With the equities market seesawing again, investors may want to revisit fixed-income assets like municipal bond exchange traded funds for a more conservative play.

Broad muni bond ETFs provide diverse exposure to a pool of municipal debt. For instance, the iShares National AMT-Free Muni Bond ETF (NYSEArca: MUB), the largest muni ETF option, has a 6.31 year duration and a 1.59% 30-day SEC yield, or 2.8% taxable equivalent 30-day SEC yield for those in the highest income bracket.

Additionally, investors who are worried about rising interest rates can utilize a short-term bond ETF, like Market Vectors-Short Municipal ETF (NYSEArca: SMB). SMB has a shorter 3.07 duration – duration is a measure of a bond fund’s sensitivity to changes in interest rates, so a lower duration reflects a smaller sensitivity or price drop in case interest rates rise. The fund also has a 1.01 30-day SEC yield, or a taxable equivalent 30-day SEC yield of 1.68% for those in the highest income bracket.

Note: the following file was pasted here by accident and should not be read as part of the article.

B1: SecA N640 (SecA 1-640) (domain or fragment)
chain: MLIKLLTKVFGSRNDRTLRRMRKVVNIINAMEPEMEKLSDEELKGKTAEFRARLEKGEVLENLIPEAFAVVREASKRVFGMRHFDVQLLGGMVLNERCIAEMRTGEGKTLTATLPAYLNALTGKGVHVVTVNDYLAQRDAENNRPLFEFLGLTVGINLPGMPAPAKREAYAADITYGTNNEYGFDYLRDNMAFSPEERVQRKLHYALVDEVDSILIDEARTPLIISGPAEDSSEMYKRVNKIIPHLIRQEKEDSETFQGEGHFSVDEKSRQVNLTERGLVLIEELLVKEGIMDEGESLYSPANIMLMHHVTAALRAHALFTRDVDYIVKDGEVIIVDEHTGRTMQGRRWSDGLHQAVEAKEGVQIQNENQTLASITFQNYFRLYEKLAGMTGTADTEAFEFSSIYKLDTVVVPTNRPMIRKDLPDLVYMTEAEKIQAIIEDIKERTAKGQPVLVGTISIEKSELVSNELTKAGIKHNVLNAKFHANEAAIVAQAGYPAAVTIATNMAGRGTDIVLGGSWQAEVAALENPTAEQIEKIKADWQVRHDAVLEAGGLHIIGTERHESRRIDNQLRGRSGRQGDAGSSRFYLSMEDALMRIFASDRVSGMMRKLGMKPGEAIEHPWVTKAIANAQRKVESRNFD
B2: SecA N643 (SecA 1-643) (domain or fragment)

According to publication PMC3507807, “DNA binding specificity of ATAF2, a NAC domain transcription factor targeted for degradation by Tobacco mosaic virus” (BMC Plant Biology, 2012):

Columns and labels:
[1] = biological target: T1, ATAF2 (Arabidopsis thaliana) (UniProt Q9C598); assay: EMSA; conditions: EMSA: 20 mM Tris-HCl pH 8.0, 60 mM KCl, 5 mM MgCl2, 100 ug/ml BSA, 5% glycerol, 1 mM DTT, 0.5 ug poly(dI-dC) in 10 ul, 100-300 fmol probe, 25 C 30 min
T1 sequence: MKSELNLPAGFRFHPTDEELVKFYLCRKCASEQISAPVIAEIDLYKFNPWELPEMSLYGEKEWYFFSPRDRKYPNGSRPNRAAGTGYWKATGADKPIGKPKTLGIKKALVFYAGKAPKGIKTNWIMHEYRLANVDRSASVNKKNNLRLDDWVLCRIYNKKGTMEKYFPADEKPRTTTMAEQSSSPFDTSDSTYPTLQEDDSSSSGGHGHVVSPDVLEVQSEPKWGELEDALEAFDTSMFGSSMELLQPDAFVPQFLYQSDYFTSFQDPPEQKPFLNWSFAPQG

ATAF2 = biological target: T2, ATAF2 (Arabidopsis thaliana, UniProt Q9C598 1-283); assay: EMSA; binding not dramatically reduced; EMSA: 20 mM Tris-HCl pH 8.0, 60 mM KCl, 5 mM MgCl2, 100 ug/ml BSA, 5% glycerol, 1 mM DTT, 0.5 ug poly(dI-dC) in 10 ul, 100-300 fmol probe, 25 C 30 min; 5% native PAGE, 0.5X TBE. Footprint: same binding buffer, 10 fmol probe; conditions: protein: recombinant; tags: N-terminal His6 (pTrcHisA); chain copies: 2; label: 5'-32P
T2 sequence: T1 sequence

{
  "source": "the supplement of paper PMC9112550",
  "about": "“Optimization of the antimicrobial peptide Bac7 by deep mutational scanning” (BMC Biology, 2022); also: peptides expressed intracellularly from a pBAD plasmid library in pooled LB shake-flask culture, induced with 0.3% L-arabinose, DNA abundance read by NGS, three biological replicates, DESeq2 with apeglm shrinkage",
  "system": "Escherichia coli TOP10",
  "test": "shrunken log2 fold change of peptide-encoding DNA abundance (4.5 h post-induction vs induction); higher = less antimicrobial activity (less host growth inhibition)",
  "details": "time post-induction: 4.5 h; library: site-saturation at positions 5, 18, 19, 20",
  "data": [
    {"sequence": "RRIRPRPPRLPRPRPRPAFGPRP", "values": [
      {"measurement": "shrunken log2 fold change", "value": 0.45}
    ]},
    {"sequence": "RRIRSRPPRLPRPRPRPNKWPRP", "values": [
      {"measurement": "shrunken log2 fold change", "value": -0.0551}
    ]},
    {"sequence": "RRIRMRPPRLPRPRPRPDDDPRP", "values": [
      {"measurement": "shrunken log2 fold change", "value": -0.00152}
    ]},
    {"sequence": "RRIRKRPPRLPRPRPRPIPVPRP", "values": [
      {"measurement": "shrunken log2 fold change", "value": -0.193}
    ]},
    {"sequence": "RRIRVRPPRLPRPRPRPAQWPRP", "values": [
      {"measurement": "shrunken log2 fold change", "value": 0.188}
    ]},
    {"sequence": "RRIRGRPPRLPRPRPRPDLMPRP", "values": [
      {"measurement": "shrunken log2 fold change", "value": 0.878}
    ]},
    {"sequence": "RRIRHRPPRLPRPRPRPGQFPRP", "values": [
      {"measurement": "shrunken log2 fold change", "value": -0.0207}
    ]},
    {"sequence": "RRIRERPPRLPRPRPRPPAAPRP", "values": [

Potential investors may notice that munis come with yields that are slightly lower than fixed-income funds with similar durations. For example, the iShares 7-10 Year Treasury Bond ETF (NYSEArca: IEF) has a 7.73 year duration and a 1.85% 30-day SEC yield. The lower muni yields are generally lower than their taxable counterparts due to the federal tax perks. Consequently, investors would typically calculate a muni fund’s tax-equivalent yield for their income bracket to get a comparable yield to other bond funds.

Tax free municipal bonds may not be the most interesting investment theme, but they provide an investor’s portfolio with a safer play during market swings, writes Dan Moskowitz for Investopedia.